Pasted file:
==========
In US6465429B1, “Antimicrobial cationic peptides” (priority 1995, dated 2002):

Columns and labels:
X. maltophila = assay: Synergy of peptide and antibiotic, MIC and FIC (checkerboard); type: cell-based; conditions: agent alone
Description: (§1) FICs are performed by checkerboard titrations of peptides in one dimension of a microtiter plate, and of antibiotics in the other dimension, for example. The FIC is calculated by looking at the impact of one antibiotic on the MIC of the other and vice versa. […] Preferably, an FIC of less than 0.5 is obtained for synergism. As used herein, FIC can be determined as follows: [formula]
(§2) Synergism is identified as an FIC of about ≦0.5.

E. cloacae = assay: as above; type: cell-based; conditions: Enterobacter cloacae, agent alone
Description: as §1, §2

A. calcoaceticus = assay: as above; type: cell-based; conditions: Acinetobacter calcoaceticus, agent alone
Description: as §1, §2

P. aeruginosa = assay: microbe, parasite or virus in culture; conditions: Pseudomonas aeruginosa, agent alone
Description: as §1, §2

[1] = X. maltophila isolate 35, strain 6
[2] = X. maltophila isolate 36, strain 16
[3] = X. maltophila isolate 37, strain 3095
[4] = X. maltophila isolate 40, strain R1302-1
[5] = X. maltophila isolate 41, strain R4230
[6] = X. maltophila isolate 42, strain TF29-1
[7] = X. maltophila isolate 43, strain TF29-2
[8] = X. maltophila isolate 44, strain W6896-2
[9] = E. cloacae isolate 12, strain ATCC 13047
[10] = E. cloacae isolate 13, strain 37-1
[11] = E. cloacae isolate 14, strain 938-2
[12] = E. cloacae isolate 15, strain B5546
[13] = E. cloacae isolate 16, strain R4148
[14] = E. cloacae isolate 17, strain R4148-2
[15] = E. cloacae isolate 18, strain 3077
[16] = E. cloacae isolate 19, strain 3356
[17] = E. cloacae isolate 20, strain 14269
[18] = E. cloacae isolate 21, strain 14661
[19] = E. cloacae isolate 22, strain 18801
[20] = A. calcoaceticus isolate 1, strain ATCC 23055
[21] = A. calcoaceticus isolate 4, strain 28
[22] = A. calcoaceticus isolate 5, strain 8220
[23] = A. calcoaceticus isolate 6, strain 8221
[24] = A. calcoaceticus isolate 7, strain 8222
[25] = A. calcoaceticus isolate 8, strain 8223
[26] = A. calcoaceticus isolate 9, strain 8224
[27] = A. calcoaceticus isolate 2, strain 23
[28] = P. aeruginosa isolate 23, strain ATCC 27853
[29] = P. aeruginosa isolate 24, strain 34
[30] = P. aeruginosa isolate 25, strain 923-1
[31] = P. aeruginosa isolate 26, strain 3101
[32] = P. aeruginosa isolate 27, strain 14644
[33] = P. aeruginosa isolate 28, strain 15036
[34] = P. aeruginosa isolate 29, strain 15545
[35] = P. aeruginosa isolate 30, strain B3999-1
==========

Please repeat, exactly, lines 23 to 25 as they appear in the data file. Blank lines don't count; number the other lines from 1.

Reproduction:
[12] = E. cloacae isolate 15, strain B5546
[13] = E. cloacae isolate 16, strain R4148
[14] = E. cloacae isolate 17, strain R4148-2